While it appears that capacity markets are here to stay, there is little consensus regarding the best design. Markets in the United States are in a state of flux, with debate raging over many...
plant well "in the money" maps to peak and off-peak forward contracts. However, mid-merit and peaking generation is more difficult.
If we analyze a generation asset through a Monte Carlo simulation model (such as Global Energy Decision's EnerPrise software) to identify the potential cash flows from the asset under price uncertainty, we see a significant distribution of values.
Unfortunately, the distribution in today's market is highly skewed, with revenues under the expected price streams toward the lower end of valuations. In many cases, this means the plant is not expected to run under the base case, but there is some probability that prices will increase and the plant will earn significantly higher revenue. Another way of looking at this is to break the generation asset down into its tradable components of forward contracts and option contracts.
When the asset is deep in the money (likely to run), it can be hedged with a forward contract. The hedge can be placed once. This can be equated to the intrinsic value of the asset. When it is out of the money it can be hedged only by an option. This is the extrinsic value. Unfortunately, the extrinsic value for many generation assets is significant, and the relationship between the two values continually changes.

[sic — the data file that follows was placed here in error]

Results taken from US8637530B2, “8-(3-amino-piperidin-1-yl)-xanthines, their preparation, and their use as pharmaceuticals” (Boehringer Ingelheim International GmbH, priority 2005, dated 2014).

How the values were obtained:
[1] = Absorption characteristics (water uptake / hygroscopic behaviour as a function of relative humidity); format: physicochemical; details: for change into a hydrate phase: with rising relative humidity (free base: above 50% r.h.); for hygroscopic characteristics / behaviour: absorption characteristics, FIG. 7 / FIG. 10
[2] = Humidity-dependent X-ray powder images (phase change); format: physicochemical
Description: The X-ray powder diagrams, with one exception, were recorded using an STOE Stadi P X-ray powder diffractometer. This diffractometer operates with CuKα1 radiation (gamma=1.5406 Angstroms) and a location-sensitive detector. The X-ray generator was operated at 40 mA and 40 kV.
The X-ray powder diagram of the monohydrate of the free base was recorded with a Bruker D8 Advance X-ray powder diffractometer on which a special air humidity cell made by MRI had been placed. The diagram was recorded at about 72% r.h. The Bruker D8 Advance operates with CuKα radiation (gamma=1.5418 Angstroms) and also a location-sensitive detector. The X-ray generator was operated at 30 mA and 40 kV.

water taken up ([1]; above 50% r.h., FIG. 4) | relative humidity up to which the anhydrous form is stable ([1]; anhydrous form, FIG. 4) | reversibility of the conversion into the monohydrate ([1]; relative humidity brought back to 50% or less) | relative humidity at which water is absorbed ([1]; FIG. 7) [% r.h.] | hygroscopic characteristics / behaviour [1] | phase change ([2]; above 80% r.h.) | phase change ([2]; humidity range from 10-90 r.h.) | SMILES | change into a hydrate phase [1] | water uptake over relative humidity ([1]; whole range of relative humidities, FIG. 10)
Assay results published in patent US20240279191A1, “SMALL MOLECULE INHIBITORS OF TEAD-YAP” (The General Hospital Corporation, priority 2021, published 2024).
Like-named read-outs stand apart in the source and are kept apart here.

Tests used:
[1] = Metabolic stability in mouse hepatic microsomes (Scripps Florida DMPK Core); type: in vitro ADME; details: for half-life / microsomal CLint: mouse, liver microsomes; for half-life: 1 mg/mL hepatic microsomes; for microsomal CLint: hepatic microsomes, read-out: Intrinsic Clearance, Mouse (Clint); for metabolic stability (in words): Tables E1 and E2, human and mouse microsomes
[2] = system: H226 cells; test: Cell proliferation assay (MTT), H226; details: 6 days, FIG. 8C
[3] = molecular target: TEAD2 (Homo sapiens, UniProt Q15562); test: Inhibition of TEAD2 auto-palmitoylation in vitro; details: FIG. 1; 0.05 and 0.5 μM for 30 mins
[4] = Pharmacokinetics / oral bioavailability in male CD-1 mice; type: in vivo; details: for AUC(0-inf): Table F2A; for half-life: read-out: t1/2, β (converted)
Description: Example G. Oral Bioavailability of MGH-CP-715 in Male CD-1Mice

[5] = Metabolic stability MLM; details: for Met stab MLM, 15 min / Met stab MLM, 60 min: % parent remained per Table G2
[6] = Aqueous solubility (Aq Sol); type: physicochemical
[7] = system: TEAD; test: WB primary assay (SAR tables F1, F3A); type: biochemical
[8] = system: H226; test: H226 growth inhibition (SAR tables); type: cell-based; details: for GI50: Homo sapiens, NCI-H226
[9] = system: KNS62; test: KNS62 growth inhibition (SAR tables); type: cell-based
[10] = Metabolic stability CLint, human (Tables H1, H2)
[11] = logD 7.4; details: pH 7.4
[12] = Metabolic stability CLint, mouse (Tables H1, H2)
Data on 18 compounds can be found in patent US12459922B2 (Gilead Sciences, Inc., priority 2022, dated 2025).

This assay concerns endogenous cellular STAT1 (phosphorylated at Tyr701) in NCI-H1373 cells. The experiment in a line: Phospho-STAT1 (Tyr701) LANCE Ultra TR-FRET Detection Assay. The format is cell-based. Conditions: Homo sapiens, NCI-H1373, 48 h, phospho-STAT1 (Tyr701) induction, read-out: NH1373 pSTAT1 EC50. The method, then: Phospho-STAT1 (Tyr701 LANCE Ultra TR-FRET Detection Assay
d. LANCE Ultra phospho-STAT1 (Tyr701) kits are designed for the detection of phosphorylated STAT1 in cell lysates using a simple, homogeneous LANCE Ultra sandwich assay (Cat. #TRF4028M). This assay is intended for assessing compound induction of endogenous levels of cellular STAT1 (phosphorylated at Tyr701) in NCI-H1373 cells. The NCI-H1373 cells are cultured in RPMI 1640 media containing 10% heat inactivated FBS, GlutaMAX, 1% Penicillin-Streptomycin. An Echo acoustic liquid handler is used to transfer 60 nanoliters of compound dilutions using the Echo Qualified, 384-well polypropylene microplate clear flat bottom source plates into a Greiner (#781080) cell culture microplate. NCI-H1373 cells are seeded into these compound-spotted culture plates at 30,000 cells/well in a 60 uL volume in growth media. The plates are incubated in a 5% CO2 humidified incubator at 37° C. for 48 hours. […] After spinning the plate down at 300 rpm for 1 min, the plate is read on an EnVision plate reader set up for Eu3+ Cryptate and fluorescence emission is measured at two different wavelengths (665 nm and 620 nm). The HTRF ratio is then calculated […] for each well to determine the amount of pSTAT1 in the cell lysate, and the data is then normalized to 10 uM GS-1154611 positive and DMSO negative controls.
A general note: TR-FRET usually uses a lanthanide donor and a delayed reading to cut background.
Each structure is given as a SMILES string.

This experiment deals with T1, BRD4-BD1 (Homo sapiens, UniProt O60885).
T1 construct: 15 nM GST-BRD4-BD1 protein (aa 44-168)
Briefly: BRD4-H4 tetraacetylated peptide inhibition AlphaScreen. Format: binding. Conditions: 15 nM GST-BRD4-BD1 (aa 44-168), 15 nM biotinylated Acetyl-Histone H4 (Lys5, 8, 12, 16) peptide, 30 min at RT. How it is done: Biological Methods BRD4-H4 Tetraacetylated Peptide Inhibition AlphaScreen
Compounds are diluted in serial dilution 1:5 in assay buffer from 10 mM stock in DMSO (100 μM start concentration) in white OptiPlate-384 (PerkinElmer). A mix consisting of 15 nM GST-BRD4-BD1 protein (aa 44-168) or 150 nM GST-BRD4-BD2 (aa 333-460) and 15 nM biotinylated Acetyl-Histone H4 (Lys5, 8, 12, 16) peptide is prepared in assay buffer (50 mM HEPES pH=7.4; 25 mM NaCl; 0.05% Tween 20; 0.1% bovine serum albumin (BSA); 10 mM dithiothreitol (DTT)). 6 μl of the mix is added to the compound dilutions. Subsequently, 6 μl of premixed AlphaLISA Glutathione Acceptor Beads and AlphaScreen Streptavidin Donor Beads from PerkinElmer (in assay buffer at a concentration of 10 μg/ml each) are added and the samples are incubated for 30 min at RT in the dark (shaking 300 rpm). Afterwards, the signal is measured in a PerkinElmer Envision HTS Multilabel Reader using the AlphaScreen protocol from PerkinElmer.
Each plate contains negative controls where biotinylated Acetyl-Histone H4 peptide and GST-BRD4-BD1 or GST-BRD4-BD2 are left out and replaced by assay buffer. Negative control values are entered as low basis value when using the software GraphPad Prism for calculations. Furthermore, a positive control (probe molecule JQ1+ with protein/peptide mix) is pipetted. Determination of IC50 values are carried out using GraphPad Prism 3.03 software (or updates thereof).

What about these same value components for a combined-cycle plant?
Intrinsic and Extrinsic Values Per Year
A significant portion of the value is extrinsic (see Figure 3). Because of the skewed distribution, without option hedging only the lower value likely will be captured. A trading floor allows you to go after the rest. Henwood/GED has evaluated all the individual combined-cycle plants in its and estimates that the extrinsic value of these assets is $17.6 billion.
So where is this value going?
In a perfect market, this value will be captured in the supply chain from generator to customer, resulting in higher profits, lower prices, or both. In an inefficient market it will be lost. Combined-cycle plant will not be able to sell this option, and the retail suppliers will source it from alternative higher-cost sources (by maintaining their own inefficient peaking fleet, for instance).
The current market mixes both of these situations. Capacity markets are one form of these option markets, but they are far from perfect hedging tools. Vertical integration is another, but again, there can be significant inefficiencies if you use only your own portfolio to capture this value. Significant regulatory issues also must be considered.
With so many new combined-cycle plants having little intrinsic value in the short run, this extrinsic value is probably the highest it has ever been in the history of the U.S. power market. So what has this got to do with trading?
Trading and risk management is all about dealing with this type of uncertainty and complication. Instead of hedging once and going home, the hedged position should be re-evaluated each day. Every time the forward market or associated volatility changes, the components need to be separated out and the position re-hedged. To do this requires traders and systems.
The extrinsic asset value